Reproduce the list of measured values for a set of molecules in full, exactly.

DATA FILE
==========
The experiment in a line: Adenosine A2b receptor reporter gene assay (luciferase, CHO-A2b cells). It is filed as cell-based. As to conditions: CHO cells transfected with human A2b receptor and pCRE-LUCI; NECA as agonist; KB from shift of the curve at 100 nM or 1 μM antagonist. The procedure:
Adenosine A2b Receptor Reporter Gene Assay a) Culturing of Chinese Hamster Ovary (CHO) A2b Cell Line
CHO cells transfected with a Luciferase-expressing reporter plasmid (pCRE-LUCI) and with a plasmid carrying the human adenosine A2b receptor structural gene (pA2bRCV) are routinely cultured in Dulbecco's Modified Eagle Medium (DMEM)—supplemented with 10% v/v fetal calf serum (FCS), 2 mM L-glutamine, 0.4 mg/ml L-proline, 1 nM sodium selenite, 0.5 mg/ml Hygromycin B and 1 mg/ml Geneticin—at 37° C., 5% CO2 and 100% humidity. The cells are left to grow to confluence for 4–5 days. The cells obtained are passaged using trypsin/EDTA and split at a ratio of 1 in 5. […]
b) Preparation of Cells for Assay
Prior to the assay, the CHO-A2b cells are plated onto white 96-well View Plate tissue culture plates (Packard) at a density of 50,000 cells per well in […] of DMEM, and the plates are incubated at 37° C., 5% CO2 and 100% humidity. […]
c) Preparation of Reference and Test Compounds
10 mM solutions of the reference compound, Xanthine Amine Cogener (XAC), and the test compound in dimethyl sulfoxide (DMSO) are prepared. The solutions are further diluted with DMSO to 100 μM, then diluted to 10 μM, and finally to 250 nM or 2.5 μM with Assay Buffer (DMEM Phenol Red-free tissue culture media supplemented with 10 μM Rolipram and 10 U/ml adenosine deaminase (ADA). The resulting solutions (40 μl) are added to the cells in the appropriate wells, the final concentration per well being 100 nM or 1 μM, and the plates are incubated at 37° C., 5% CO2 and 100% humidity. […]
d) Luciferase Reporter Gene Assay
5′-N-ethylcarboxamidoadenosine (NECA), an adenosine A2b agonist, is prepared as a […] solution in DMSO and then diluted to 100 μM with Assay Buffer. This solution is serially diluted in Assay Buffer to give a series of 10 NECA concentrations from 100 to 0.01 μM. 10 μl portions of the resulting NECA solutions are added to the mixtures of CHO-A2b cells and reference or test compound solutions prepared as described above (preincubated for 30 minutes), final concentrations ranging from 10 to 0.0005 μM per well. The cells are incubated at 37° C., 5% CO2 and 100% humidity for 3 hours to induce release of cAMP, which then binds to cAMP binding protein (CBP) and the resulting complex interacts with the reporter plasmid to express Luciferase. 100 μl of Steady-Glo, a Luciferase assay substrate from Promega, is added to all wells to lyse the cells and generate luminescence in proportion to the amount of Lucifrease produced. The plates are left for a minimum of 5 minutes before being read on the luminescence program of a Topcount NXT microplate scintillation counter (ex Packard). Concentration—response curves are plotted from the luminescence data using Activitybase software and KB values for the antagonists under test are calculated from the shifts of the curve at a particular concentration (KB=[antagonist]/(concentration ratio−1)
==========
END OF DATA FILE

The experiment in a line: Adenosine A2b receptor reporter gene assay (luciferase, CHO-A2b cells). It is filed as cell-based. As to conditions: CHO cells transfected with human A2b receptor and pCRE-LUCI; NECA as agonist; KB from shift of the curve at 100 nM or 1 μM antagonist. The procedure:
Adenosine A2b Receptor Reporter Gene Assay a) Culturing of Chinese Hamster Ovary (CHO) A2b Cell Line
CHO cells transfected with a Luciferase-expressing reporter plasmid (pCRE-LUCI) and with a plasmid carrying the human adenosine A2b receptor structural gene (pA2bRCV) are routinely cultured in Dulbecco's Modified Eagle Medium (DMEM)—supplemented with 10% v/v fetal calf serum (FCS), 2 mM L-glutamine, 0.4 mg/ml L-proline, 1 nM sodium selenite, 0.5 mg/ml Hygromycin B and 1 mg/ml Geneticin—at 37° C., 5% CO2 and 100% humidity. The cells are left to grow to confluence for 4–5 days. The cells obtained are passaged using trypsin/EDTA and split at a ratio of 1 in 5. […]
b) Preparation of Cells for Assay
Prior to the assay, the CHO-A2b cells are plated onto white 96-well View Plate tissue culture plates (Packard) at a density of 50,000 cells per well in […] of DMEM, and the plates are incubated at 37° C., 5% CO2 and 100% humidity. […]
c) Preparation of Reference and Test Compounds
10 mM solutions of the reference compound, Xanthine Amine Cogener (XAC), and the test compound in dimethyl sulfoxide (DMSO) are prepared. The solutions are further diluted with DMSO to 100 μM, then diluted to 10 μM, and finally to 250 nM or 2.5 μM with Assay Buffer (DMEM Phenol Red-free tissue culture media supplemented with 10 μM Rolipram and 10 U/ml adenosine deaminase (ADA). The resulting solutions (40 μl) are added to the cells in the appropriate wells, the final concentration per well being 100 nM or 1 μM, and the plates are incubated at 37° C., 5% CO2 and 100% humidity. […]
d) Luciferase Reporter Gene Assay
5′-N-ethylcarboxamidoadenosine (NECA), an adenosine A2b agonist, is prepared as a […] solution in DMSO and then diluted to 100 μM with Assay Buffer. This solution is serially diluted in Assay Buffer to give a series of 10 NECA concentrations from 100 to 0.01 μM. 10 μl portions of the resulting NECA solutions are added to the mixtures of CHO-A2b cells and reference or test compound solutions prepared as described above (preincubated for 30 minutes), final concentrations ranging from 10 to 0.0005 μM per well. The cells are incubated at 37° C., 5% CO2 and 100% humidity for 3 hours to induce release of cAMP, which then binds to cAMP binding protein (CBP) and the resulting complex interacts with the reporter plasmid to express Luciferase. 100 μl of Steady-Glo, a Luciferase assay substrate from Promega, is added to all wells to lyse the cells and generate luminescence in proportion to the amount of Lucifrease produced. The plates are left for a minimum of 5 minutes before being read on the luminescence program of a Topcount NXT microplate scintillation counter (ex Packard). Concentration—response curves are plotted from the luminescence data using Activitybase software and KB values for the antagonists under test are calculated from the shifts of the curve at a particular concentration (KB=[antagonist]/(concentration ratio−1)